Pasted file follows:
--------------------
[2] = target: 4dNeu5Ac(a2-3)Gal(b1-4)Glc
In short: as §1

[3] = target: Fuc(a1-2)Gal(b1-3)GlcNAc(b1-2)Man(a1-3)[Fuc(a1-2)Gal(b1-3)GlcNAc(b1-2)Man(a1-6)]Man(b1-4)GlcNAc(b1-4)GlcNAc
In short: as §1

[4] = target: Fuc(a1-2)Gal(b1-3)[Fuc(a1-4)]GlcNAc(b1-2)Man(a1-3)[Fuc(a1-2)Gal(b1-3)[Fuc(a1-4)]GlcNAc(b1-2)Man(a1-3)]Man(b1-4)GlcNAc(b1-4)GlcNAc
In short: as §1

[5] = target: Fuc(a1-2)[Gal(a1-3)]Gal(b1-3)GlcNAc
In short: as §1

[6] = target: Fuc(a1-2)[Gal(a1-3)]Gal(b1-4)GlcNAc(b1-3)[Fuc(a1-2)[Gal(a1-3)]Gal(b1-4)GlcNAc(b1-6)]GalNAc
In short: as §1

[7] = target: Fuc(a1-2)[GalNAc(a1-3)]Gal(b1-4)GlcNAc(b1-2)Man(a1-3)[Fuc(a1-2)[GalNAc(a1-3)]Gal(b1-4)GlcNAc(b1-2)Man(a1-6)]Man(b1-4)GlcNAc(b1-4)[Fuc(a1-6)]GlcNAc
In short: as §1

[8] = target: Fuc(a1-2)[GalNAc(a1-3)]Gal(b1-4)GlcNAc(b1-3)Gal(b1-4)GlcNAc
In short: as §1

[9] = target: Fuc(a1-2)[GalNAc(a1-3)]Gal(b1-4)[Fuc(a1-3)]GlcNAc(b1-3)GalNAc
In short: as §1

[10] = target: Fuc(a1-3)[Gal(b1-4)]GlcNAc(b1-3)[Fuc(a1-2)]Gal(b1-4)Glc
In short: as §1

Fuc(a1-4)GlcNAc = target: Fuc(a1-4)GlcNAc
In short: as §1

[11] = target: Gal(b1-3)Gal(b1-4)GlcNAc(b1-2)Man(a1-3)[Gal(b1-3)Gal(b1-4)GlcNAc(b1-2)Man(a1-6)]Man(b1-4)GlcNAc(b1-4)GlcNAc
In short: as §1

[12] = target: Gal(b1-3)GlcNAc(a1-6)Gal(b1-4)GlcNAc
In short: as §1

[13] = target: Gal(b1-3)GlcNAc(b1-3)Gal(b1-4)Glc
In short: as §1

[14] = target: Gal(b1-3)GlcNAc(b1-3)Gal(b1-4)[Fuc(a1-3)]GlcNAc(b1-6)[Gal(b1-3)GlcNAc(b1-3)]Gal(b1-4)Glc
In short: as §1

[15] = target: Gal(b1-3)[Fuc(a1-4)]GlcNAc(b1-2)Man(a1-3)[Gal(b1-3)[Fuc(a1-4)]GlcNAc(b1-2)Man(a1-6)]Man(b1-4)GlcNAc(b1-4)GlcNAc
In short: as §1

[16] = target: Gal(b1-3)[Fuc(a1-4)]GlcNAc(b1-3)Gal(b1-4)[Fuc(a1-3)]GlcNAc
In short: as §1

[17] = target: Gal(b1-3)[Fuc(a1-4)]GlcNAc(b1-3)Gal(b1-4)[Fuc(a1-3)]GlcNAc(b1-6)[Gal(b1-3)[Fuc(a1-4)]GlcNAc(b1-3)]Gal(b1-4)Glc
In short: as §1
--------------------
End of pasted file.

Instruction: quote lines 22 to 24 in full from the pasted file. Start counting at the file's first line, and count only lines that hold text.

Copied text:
In short: as §1

[12] = target: Gal(b1-3)GlcNAc(a1-6)Gal(b1-4)GlcNAc
In short: as §1